Building Blocks to a Credit Score

Everyone has this thought. Just turned 18, fresh out of high school and you get hit with the overwhelming realisation that you may not have a credit score! It’s a scary thought, isn’t it? OK, well maybe this realisation might not keep you up at night cradling yourself in your bed or anything. But, not having a credit score can make it somewhat difficult later on down the track when you need to borrow funds or take on debt to advance onto the next steps in life, i.e. buying a house. This is why it pays to look at building your score when you turn 18.

Before you turn 18, you are practically invisible to credit bureaus and lending organisations. There is no data collected from you because you are legally not allowed to sign a personal loan contact. Afterwards, however, it’s a completely different box of frogs. Your information becomes visible to credit bureaus and credit reference agencies, allowing them to provide information to lenders when you apply about borrowing money. The issue here is the fact that you have never borrowed money before, so lenders won’t have any information to go on.

Building your credit score can be an expensive process if done through credit cards. You will initially be seen as a risky borrower so you can expect the interest rate to be high. There are, however, ways to increase your credit score right off the bat. Saving you from having to pay through your pocket.

 

Paid your mobile phone bill on time every month?

Building a credit score is primarily done by creating a consistent history of made payments to providers and lenders. Paying your monthly phone bill or paying your weekly rent on time, helps contribute to this history. If credit bureaus are able to see a good track record of payments being made on time to your utility providers, then they may increase your credit score as they have a history of you being able to make payments on time.

 

Kept the same job and have a steady stream of income?

Nothing instils a lenders faith in you more than seeing consistency with your income. Having a record of a consistent stream of r can help increase your credit score as it makes you appear more reliable to the lenders.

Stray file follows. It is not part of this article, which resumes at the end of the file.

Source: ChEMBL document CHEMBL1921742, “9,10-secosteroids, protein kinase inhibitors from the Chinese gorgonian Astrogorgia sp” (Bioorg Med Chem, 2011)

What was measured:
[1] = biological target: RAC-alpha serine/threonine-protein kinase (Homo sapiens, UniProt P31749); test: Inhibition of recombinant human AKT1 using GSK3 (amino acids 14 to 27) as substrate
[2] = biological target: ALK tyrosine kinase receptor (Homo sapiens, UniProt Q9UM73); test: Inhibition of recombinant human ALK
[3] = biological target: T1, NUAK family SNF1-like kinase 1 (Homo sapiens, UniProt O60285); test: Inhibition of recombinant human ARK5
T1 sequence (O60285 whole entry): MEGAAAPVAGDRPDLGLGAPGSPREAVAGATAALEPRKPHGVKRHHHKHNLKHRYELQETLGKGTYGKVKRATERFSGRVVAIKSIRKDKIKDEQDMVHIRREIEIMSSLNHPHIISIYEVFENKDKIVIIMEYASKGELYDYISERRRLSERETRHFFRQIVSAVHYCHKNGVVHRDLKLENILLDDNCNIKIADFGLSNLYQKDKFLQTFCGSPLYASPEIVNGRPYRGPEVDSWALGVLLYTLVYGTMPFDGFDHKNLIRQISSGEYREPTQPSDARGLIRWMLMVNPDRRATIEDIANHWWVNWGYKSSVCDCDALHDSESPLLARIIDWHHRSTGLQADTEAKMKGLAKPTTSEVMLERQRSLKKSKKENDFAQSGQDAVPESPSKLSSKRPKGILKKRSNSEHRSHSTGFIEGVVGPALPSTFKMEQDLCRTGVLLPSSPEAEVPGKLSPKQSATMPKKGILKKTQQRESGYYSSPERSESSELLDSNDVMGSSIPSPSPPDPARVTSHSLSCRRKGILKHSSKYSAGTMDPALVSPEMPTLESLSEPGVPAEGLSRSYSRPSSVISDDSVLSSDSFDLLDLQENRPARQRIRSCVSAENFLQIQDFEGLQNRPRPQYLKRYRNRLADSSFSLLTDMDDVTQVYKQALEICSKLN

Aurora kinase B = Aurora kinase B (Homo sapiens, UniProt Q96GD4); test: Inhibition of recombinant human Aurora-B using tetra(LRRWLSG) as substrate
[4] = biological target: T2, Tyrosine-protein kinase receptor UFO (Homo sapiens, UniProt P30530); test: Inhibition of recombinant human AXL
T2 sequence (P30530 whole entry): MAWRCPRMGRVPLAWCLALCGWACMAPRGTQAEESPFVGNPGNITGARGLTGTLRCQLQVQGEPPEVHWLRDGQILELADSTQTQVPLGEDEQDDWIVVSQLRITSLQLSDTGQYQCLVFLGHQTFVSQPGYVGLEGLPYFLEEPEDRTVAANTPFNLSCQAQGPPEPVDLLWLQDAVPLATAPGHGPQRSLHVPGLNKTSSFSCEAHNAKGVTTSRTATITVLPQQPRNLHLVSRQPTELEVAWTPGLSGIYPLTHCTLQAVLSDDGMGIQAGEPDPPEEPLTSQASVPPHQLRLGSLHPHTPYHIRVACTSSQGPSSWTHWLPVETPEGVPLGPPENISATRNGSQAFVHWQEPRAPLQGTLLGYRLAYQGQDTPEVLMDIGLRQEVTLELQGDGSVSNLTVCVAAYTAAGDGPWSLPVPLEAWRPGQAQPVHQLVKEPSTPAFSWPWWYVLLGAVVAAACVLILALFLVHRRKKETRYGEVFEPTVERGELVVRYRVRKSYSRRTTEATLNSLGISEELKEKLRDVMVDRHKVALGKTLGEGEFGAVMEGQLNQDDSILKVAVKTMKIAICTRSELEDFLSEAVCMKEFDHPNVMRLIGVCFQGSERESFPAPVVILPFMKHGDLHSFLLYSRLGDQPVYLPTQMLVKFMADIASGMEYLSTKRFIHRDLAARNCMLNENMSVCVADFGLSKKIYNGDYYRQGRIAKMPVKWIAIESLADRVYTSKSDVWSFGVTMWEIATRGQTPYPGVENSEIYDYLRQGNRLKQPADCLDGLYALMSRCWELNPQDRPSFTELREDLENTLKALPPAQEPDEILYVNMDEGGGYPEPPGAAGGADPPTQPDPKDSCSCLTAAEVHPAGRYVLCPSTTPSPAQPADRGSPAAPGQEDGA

Get on that electoral roll!

Making sure you are enrolled to vote does two things to help improve your credit score. Firstly, it verifies your identity, having your details verified on the electoral roll makes you appear less risky to lenders and helps eliminate the threat of fraud. Secondly, it provides evidence of your whereabouts/ residential address. This second point may sound a tad bit creepy but is it used to prove stability in your life and that you are able to receive bills and letters in the mail.

 

Are you signed up to a gym?

OK, well it doesn’t have to be a gym exactly, but being signed up to a subscription that makes regular direct debits from your accounts provides more evidence of your payment history. Paying by direct debit can be difficult for some as you must make sure you have enough money in your account each week. But being able to do so can prove to lenders that you are capable of managing your finances while simultaneously building a good credit history.

 

Avoid Payday Loans

This one is plain and simple, avoid payday loans. The criteria for getting a payday loan is quite low, meaning you don’t need a credit history to get one. While the criteria may be low, the risk is rather high, as the interest rate that goes along with them is frightening.  Credit reference agencies can see and show lenders that you may have applied for a payday loan, but they can’t see whether that application was accepted or not. Having a history of payday loans on your credit history as soon as you turn 18 appears irresponsible to lenders as it makes it seem like you may struggle to get by each week and cannot borrow responsibly… There seems to be a running theme here.

 

Be consistent and stable

To sum it all up, you need to be consistent and stable. Making regular payments, having money left over each week and being reliable is the key components to building a credit score. You have to essentially be near perfection with your payments as missing one payments or showing signs that you may miss one, makes you a riskier borrower and impacts your credit score. Be a reliable Randy and build strong evidence to support your claim that you are a trustworthy person. Do this consistently, and you will save a fortune on mortgage rates and loans when the time comes for you to borrow.

 

 

If you would like to read more information on building credit scores, check out these blogs:

https://nzcusouth.co.nz/comprehensive-credit-reporting-the-nuts-bolts/

https://nzcusouth.co.nz/credit-score-your-form-guide-would-you-back-yourself/

https://nzcusouth.co.nz/can-i-get-a-personal-loan-with-bad-credit/

 

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